The pharma industry is under siege in the news media. From big stories like the COX-2 withdrawals of Vioxx (rofecoxib) and Bextra (valdecoxib), to the editorial outcry over drug prices, access, and importation from Canada, companies face a blitz of critical stories. In the past, when public relations crises arose, companies often tried to ignore unfavorable press coverage and wait for it to go away.
A new Pharma NewsFlow survey of 1,000 consumers and 350 professionals, conducted by Roper Public Affairs and NOP World Health, suggests that companies' ostrich strategy will no longer work. Four out of five consumers say that stories in the press are causing them to feel less favorably toward pharmaceutical companies. Seven in 10 say they worry about the safety of "all prescription medications," even those not mentioned recently as having special risks. And nearly two-thirds say they have reduced their reliance on prescription drugs.
Damaging stories hit the pharma industry harder than other industries because pharma companies always have been nearly invisible to consumers. When some industries take a hit in the papers —consider major league sports or the automobile industry—they draw on a strong corporate reputation built up over many decades to weather the storm. Few pharma companies have such reputation reserves. (Johnson & Johnson, which is widely known and admired, is a rare exception.) In the worst case scenario, a consumer's primary source of information about companies in crisis may be the very news stories or editorials that undermine their reputations.
Physicians Bridge the Gap Consumers never may have heard of most manufacturers, but they do know and trust their doctors. In fact, as bad news about the pharma industry proliferates, consumers say they rely more than ever on doctors' advice about drug safety, turning to them to help interpret negative news reports. However, the industry rarely exploits the role professionals play in shaping its public image. Instead, too many companies see doctors only as distribution channels.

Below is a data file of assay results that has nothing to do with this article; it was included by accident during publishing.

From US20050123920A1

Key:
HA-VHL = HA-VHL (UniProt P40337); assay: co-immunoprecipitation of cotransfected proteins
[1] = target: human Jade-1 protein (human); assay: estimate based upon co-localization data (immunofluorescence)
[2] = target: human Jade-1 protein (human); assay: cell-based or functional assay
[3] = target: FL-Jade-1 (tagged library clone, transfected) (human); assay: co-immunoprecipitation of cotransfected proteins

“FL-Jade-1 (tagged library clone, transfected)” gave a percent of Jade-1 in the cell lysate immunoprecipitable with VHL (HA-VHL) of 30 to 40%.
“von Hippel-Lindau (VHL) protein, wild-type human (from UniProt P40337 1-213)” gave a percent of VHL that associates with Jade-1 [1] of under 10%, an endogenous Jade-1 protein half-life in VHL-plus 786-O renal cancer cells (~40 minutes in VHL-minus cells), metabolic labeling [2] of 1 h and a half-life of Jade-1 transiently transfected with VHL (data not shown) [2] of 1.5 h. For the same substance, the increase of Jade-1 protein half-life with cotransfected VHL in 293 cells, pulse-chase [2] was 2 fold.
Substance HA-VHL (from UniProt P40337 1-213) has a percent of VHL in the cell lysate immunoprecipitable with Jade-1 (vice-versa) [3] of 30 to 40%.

Marketers can use doctors as lynchpins of a new strategy to regain consumer confidence. Physicians know the pharma industry and, to a greater extent than consumers, they are open to hearing the industry's side of a story. In fact, despite concerns over recent negative news, physicians remain the industry's staunchest allies. Most believe the industry is generally reliable, and that the media overstate problems of drug safety. More than 85 percent believe the benefits of drugs outweigh the risks.
Unfortunately, the industry is not preparing doctors to respond well to patient questions and fears. Many physicians are nearly as alarmed as consumers about what they see in the news. Four in 10 doctors say recent news has made them feel less favorably toward the industry, while only three percent say it has made them feel more favorably. Six in 10 say they worry about the safety of all prescription medications, and four in 10 want to see an overhaul of the industry. Physicians express particularly low levels of confidence in the safety of drugs in the depression and pain/arthritis categories—the two categories most cited in the press.
The industry cannot afford to sit idle. Whenever a physician's confidence in a drug or company is shaken, it can trigger a chain reaction among his or her patient population.
Physicians as Ambassadors
Smart companies must create a role for physicians as ambassadors who can raise patient confidence in drugs and the pharma industry as a whole.
Hear it first To hang onto physicians as allies, companies must address doctors' personal concerns about the industry. Physicians need to hear about bad news, such as prescription recalls, from the individual companies involved before they see the story in the media. If pharma companies want to leverage physicians' privileged relationship with consumers, they must help them stay a step ahead of patient questions.